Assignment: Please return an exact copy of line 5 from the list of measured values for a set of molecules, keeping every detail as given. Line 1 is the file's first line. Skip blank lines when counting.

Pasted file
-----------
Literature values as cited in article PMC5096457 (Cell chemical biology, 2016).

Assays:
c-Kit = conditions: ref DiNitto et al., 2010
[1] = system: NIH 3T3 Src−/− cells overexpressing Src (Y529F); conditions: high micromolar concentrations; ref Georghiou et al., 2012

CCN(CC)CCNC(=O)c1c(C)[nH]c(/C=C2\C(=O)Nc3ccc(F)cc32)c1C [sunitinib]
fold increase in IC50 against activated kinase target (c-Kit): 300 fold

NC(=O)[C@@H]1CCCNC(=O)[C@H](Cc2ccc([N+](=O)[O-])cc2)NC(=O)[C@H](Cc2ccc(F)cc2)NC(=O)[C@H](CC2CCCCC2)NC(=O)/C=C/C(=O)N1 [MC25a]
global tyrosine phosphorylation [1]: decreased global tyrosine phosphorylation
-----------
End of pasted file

CCN(CC)CCNC(=O)c1c(C)[nH]c(/C=C2\C(=O)Nc3ccc(F)cc32)c1C [sunitinib]